Transplanted Manhattanites sunbathing their way through Miami this summer might find themselves scratching their heads when what seems like a familiar sight appears smack-dab in the middle of Wynwood.
Amidst the neighborhood’s deluge of colorful murals and hipster hangouts, the vision reveals itself to be no mirage, with Pastis’s unmistakably New York look, from its Art Deco logo to its grenache-red awning. Indeed, the Manhattan meatpacking district eatery — whose dirty martinis are nearly as salty as its coproprietor Keith McNally, who catapulted the hot spot into the cultural zeitgeist with chef Stephen Starr in 1999 — has headed south for the summer. And, no, not as a pop-up.
In some kind of Freaky Friday restaurant dramedy, Pastis Miami is a living, breathing, eating contradiction; one of two opposing ideas — of two opposing cultures — cut-and-pasted onto one another. And it’s really weird.
Of course, we’re talking about Miami, a city for New Yorkers who don’t own land out east to call their second backyard. Carbone, the red-sauce Italian American celebrity spot that first opened in Greenwich Village, already made the snowbird migration during the pandemic. As did Cote in 2021, and Avra Estiatorio last year. But for McNally — perhaps the sourest of all sour New York locals — to trade in his driver’s cap for a Panama hat… something seems off.
At least, the phenomenon is not just beholden to Florida, for once. This past fall, Major Food Group, which owns Carbone, raised eyebrows when it flew its SoHo gem, Sadelle’s, to Saudi Arabia. The high-end bagel shop is as infamous for its pricey towers of tricolored spreads as it is for the chance to encounter a Hadid sister slathering lox on top of carbs. Its decision to branch out to Riyadh was baffling to say the least. (Sadelle’s also opened a second location in Miami this April.)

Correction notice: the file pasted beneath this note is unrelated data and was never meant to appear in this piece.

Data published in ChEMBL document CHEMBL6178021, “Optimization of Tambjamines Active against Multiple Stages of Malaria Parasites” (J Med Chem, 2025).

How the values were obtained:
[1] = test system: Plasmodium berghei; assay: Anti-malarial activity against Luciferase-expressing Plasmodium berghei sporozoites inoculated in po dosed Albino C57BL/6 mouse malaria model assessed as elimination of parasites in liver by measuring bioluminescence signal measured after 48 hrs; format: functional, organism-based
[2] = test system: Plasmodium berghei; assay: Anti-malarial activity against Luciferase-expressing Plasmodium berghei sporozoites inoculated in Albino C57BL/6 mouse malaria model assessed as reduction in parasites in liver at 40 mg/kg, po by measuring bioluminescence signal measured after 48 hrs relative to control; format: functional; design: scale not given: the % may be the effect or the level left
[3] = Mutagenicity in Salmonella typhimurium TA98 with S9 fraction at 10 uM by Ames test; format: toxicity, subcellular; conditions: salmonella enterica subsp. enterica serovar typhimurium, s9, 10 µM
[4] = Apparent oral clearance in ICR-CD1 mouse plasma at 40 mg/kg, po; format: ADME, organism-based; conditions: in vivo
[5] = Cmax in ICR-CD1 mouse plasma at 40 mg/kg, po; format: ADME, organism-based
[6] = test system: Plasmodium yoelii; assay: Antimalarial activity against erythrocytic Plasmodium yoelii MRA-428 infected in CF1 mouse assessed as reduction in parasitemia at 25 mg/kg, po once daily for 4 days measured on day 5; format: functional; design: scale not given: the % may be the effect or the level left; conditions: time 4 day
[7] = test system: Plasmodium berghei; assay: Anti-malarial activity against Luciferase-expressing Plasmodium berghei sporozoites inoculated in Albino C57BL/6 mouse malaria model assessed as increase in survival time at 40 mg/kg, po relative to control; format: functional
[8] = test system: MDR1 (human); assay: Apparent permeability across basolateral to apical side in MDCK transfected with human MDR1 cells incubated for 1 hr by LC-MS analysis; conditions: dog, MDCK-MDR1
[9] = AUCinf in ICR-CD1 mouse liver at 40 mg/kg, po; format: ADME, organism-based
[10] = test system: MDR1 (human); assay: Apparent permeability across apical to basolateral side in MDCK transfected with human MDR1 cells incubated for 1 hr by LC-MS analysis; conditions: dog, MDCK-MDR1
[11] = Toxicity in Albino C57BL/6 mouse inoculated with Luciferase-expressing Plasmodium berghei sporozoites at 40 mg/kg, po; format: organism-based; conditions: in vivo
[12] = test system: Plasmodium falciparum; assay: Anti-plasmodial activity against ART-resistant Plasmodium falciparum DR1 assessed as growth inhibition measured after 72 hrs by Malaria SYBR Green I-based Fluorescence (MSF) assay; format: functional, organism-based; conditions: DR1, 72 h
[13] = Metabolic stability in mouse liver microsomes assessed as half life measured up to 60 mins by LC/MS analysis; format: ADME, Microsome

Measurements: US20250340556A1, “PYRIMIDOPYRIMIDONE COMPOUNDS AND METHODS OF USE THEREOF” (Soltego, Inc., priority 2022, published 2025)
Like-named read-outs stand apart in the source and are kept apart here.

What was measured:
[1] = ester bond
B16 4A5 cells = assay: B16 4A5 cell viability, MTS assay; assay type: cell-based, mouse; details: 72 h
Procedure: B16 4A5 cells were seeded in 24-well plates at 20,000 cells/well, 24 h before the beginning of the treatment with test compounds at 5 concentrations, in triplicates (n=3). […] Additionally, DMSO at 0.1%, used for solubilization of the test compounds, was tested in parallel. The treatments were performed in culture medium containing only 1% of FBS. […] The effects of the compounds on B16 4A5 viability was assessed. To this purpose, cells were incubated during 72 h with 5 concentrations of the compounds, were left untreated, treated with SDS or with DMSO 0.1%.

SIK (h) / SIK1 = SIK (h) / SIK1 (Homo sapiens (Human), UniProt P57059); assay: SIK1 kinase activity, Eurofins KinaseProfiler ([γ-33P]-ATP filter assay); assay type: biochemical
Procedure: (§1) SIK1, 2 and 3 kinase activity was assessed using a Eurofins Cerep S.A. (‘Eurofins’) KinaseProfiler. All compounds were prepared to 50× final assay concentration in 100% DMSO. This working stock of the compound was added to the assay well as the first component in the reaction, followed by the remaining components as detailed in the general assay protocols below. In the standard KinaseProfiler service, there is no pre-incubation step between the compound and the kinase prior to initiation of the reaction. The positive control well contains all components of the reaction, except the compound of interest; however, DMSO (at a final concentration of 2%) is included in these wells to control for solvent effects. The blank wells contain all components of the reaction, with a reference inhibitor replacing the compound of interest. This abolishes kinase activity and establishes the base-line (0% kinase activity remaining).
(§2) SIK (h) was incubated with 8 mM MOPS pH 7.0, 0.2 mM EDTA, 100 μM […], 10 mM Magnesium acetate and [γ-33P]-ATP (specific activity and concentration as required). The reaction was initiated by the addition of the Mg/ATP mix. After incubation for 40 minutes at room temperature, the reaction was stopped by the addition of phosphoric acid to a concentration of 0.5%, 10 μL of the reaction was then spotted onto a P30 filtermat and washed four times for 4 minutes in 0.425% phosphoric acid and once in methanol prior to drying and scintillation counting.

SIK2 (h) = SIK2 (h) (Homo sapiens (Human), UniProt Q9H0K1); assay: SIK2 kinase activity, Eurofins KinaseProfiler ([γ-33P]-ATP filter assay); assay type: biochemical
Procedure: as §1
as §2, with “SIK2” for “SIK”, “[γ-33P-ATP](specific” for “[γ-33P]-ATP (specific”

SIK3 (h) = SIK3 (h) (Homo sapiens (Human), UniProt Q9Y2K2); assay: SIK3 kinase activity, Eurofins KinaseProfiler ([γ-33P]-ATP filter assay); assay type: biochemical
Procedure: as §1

You see it on our home turf, too. After decades of servicing Paris’s most fashionable in the city’s 8th arrondissement, Caviar Kaspia unveiled its first U.S. outpost on the Upper East Side this spring at the Mark hotel and a short walk away from Casa Cruz, that made the skip across the pond from London last year. And, later this summer, Erewhon — the infamously fancy Los Angeles health food store that can, and will, turn anything into a blankety smoothie — is rumored to have its own Big Apple moment very soon.
Global franchising is at the core of the mass hospitality ecosystem, but in these select and recent happenings, the act of replication hits closer to home. By taking a beloved locale from New York and dropping it off into the foreign abyss of another culture that is the antithesis of the city, there is a glitch effect that feels like bumping into a childhood teacher at a nightclub at 4 AM: “What are you doing here?” It also discounts the experience. Pastis is iconic for its menu, yes, but also for the fact that nothing else feels quite like it.
So why, exactly, is this city swapping happening with New York establishments? Are we New Yorkers so needy that we can’t fare without McNally’s lobster-ham cobb for one week while away? Or is the allure of NYC — the dream that you can move here, be whomever you want to be, and eat whatever you want — still so well and alive that others can’t help but emulate the culture? We may never have the answer to why our Resy notifications will never go off at home, but now, at least, we can make sure to schedule time at our local favorites when traveling.